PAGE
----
Wednesday, August 6, 2014

Is urinating in public an Indian man's birthright?

While the poor creatures of the weaker sex in the country, need to hunt down a washroom or a public paid "sauchalaya" or try and figure out the location of the nearest Mc Donald's or CCD, the men of our country, well many of them can be seen relieving themselves in full public view. I had grown up to believe that it was due to lesser number of cleaner and usable toilets in the country, which is more or less a fact. As if it was the most coveted of birth rights they were bestowed with. Sadly, the licence to commit such a crime, was born out of the fact that in a country where more than half of the population doesn't have proper toilet facilities at home, this carte blanche freedom is just fuel to that fire. And mind you, one will never see women urinating in the public, it is just the men who were given these exclusive rights. Look it is easy, just unzip, bare your privies and unload the bladder. 
The first and the foremost reason for this menace is the cultural conditioning which allows the man to do anything in public. Men can get away with anything while a woman is a private being. She would never dare to even think of it in her wildest dreams. That is why we women either run to find a Mc Donalds or CCD and its cleaner restroom or in the worst possible scenario, hold our breath and use one of the paid "sulabh sauchalaya" most of which isn't properly maintained and cleaned. Many Indian women dread to have water, if they are out on long road trips. The reason: patriarchal apathy, which doesn't allow us to walk out of the boundaries of our modesty, while for men these rules don't make a difference.



The country with its human race counting up to a whooping 1.2 billion still lack basic facilities like public toilets. The "Indian mentality" doesn't believe in keeping the environment clean, but most of their homes will tell you a different story. The Indian hasn't got used to the "pay and use" system and since most of these utilities aren't clean, men prefer trees, pavements, and subways any day to these stinking public toilets.
Also, merely building toilets is just the first step. People need to be taught about proper ways and means of using it. The toilets at the malls and airports are cleaner because of the awareness that the affluent class has, and also the staff employed to keep them in shape.
Cleanliness is a really big issue, and many people atleast the educated Indian may go a step further and use these, only if they were maintained and kept clean.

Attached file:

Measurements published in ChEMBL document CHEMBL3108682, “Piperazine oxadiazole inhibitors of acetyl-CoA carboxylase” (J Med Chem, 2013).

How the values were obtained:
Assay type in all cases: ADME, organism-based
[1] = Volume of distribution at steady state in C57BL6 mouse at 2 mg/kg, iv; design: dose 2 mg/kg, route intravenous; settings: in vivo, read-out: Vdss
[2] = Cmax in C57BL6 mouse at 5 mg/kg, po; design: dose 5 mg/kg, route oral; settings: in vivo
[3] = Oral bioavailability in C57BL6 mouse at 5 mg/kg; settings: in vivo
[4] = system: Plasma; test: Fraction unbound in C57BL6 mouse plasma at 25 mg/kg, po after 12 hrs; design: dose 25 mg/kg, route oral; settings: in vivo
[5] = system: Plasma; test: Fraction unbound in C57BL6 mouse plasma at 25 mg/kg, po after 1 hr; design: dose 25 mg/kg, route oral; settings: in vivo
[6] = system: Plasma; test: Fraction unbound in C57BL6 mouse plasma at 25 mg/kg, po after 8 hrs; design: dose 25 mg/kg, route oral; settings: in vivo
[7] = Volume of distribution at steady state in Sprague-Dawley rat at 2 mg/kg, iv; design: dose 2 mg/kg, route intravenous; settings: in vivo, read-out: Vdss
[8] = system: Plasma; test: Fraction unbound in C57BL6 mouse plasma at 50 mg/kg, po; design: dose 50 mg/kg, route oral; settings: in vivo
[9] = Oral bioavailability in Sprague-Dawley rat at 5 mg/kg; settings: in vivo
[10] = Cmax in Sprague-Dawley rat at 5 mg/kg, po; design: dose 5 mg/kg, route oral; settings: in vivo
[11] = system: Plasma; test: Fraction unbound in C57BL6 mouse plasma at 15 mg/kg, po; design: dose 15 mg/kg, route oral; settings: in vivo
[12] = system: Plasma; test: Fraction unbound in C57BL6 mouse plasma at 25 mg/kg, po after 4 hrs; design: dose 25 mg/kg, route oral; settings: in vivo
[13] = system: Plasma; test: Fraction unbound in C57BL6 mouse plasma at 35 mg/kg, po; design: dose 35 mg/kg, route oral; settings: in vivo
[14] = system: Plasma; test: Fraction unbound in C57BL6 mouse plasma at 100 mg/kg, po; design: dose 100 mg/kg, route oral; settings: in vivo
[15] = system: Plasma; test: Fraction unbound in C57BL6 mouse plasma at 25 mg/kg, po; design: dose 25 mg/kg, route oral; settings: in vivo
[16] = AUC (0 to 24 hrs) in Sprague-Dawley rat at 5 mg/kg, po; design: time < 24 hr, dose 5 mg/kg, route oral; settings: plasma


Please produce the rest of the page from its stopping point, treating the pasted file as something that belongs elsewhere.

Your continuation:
Last but not the least, we must nip the evil in the bud and encourage the young children to use restrooms. Although child-friendly toilets is still an alien concept in our country.
A paid public toilet is a western imported idea. The payment of even a single rupee deters an average Indian from using it, for why should our dearest shameless peeing uncle miss the free lunch in the offering?
Without imposing heavy fines and constant vigilance on the offenders, which may still be a far cry in our part of the planet, our beloved Uncle Pee is out on the prowl. The stink and the unhygienic conditions that are a result of this impunity aren't the best bet to dissuade him.





4 comments:

Vidhya V Rao said...

Great choice of words....I loved your emphatic way of writing among all other writers who had quoted on this public urinating topic.

Manu Kurup said...

A wonderful post on the subject. But I think there's a limit to awareness programmes and its impact because the men who do this is deaf to such things. Build more public toilets and such but when the time comes to relieve, they forget all of this and find the nearest 'perfect' spot.

Ananya Tales said...

Yes it is their Right..WHO are you to stop them ...
They have seen their elders do it..they continue to do it and will also encourage their children ,well BOY children of course !

dfsk.wordpress.com said...

"Uncle Pee on the prowl!!" :D Jokes apart, you have raised so many good points regarding the cause and solution to this national shame. What you said about not merely building good toilets but teaching people the proper means to use them is also very true.